College is becoming increasingly expensive as the years go by, and it shows no signs of getting any cheaper any time soon. According to a report on trends in college pricing done by College Data, the average tuition for the previous school year amounted to $53,980 for private colleges and $26,590 for a four-year in-state college. With retirement funds to save up, bills to pay, and other miscellaneous expenses to account for, it can be challenging to save for your child’s college education. There are still some ways you can set aside money to fund your child’s schooling. Here are some proven strategies to do precisely that.
Rental properties are profitable investments that will help you cover your child’s college tuition costs. Real estate appreciates over time, and you’ll be able to realize equity that you can use to pay for tuition, even if you haven’t fully paid off your mortgage balance. You must find a reputable mortgage broker who can get you a reasonable deal for these properties, especially ones that are guaranteed to increase in value. Take note that rental properties involve work on your part to ensure that you’re making the most of your investment.
A 529 plan is a college savings plan that allows you to receive tax and financial aid benefits as well as the potential to earn stock-market returns on what you contribute. You’re allowed to use it for K-12 tuition on top of college tuition. Your contributions will continue to grow tax-exempt until your child needs it for school. Only then will it be taxed at a student’s tax, which is relatively lower than your own. If you choose to put the money to use for something other than education fees, the funds will be considered a taxable income, which means you shouldn’t save more than you can spend when it comes to this option.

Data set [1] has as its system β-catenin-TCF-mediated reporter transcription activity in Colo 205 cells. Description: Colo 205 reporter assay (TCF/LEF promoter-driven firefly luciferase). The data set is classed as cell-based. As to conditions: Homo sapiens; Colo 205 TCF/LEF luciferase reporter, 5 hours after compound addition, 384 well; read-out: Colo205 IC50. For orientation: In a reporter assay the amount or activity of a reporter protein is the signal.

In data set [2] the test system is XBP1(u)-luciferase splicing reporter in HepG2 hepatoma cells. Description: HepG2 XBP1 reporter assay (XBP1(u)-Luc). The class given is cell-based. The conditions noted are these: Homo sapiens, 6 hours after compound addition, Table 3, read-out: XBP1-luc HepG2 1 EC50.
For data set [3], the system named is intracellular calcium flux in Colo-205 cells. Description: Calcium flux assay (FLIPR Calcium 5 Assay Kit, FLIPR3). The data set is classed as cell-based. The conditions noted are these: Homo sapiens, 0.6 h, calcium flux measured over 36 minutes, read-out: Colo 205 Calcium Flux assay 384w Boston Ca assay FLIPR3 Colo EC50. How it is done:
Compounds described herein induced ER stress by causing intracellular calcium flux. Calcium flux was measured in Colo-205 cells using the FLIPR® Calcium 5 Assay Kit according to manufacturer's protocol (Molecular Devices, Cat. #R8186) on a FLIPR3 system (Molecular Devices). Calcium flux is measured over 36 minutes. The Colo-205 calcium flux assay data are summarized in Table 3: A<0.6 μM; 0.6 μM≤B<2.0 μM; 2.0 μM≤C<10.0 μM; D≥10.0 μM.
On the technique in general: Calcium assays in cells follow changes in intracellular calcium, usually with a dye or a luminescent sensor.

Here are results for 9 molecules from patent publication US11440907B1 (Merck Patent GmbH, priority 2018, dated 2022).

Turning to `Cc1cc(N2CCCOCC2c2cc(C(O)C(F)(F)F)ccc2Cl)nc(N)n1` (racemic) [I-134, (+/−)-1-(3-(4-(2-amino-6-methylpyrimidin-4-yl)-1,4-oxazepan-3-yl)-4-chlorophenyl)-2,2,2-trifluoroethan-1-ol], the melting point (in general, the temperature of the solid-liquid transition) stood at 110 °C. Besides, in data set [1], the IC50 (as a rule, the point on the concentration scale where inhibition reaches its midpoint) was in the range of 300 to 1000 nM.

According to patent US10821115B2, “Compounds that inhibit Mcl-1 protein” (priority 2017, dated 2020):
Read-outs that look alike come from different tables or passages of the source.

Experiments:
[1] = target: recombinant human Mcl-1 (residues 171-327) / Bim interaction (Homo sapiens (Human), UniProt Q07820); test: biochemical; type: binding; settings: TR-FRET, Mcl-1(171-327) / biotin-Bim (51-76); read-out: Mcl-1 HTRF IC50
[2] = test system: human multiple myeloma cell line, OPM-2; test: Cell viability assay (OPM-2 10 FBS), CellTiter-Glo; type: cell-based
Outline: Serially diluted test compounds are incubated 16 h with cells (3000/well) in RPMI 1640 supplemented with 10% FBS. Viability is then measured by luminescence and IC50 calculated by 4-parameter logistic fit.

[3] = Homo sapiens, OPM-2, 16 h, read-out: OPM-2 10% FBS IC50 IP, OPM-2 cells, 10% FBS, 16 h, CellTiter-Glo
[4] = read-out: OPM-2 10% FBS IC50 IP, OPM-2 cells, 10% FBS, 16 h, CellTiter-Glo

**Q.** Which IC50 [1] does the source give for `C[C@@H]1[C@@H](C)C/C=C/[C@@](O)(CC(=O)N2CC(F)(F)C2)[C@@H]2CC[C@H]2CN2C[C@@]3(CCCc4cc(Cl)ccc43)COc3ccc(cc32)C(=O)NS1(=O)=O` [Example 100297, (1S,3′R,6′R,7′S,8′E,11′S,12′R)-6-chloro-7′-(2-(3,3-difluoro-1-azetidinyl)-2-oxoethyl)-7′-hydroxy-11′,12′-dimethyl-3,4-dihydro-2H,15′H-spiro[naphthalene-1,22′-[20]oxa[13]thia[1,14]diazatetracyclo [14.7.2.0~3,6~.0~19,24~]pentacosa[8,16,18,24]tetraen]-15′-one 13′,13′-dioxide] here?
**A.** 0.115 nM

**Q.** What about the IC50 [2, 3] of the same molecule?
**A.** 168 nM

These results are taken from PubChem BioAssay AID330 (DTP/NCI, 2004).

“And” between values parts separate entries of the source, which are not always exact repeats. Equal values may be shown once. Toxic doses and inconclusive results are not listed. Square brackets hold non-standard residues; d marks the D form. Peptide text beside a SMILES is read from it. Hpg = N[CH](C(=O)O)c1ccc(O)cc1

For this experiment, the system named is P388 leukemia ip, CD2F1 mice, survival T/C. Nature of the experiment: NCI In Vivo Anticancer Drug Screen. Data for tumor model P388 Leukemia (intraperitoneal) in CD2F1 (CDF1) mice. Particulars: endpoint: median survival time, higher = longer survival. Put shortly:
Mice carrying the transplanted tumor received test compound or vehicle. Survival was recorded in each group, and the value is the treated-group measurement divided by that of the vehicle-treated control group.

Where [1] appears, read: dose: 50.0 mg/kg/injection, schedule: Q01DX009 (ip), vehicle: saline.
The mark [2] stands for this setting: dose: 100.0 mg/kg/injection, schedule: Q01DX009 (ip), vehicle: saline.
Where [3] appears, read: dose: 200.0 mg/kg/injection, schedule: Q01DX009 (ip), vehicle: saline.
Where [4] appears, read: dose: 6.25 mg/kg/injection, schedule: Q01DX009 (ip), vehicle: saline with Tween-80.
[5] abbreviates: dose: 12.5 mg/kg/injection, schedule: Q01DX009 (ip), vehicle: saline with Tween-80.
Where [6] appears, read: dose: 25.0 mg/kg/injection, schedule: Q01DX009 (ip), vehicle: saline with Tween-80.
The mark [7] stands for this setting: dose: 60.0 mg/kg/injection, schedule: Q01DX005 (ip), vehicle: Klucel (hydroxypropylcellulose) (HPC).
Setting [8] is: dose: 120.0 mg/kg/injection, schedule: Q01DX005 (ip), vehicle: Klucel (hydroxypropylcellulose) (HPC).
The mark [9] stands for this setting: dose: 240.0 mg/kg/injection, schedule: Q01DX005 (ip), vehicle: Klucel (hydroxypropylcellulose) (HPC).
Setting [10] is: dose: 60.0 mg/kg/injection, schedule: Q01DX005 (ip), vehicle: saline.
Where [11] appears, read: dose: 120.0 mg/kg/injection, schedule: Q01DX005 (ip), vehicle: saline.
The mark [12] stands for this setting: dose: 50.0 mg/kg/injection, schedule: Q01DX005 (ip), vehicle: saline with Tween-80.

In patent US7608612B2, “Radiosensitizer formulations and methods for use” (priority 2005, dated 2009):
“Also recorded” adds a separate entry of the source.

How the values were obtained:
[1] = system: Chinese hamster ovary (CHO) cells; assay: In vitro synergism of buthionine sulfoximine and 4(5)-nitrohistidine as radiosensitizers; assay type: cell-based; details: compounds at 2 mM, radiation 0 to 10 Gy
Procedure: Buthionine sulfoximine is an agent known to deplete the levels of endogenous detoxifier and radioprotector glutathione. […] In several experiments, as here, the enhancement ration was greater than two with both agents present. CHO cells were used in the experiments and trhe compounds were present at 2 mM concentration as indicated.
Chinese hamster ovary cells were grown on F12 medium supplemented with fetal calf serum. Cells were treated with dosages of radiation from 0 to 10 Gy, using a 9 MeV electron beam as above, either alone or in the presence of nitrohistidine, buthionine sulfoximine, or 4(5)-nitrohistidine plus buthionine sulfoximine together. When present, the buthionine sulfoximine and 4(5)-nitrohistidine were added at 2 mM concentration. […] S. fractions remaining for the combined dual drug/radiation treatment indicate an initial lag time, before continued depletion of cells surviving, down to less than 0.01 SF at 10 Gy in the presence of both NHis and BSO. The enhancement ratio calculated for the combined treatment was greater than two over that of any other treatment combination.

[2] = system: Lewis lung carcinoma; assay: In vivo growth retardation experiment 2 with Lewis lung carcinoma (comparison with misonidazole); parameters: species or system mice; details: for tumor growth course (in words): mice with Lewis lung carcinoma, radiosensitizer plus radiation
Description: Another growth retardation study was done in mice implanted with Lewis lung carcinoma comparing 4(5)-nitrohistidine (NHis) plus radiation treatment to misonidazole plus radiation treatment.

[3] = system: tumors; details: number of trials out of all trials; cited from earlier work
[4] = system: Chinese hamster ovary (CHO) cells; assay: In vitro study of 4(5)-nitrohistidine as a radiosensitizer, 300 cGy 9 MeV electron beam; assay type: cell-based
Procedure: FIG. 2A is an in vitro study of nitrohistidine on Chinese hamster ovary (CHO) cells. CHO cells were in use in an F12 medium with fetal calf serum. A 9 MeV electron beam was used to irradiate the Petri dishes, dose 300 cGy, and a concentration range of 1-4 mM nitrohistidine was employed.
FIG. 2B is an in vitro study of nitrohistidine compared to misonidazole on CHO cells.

Coverdell Education Savings Account (ESA)
Unlike a 529 plan, your Coverdell ESA contributions are not tax-deductible. Despite this, your contributions will still grow tax-exempt and won’t be subject to tax should you use it for your child’s college tuition. The disadvantage of this type of funding method is that you cannot make any more contributions to the ESA once your child reaches the age of 18. You’re also not allowed to contribute to the account if your adjusted gross income is above a certain threshold.
Prepaid tuition is sometimes offered as an option in a 529 plan. It involves paying the state the cost of attending a public in-state university at what it’s currently priced before your child even goes to school, usually when they’re still incredibly young. This locks in the price for the considerable future. You won’t be subject to any tuition price hikes once your child begins college. The downside to this option is that trouble will arise if your child decides to study out-of-state or fails to qualify for any in-state colleges.
These are the most effective ways to fund your child’s future. Whatever option you choose, the most important thing you should do is to start thinking about these things as early as possible.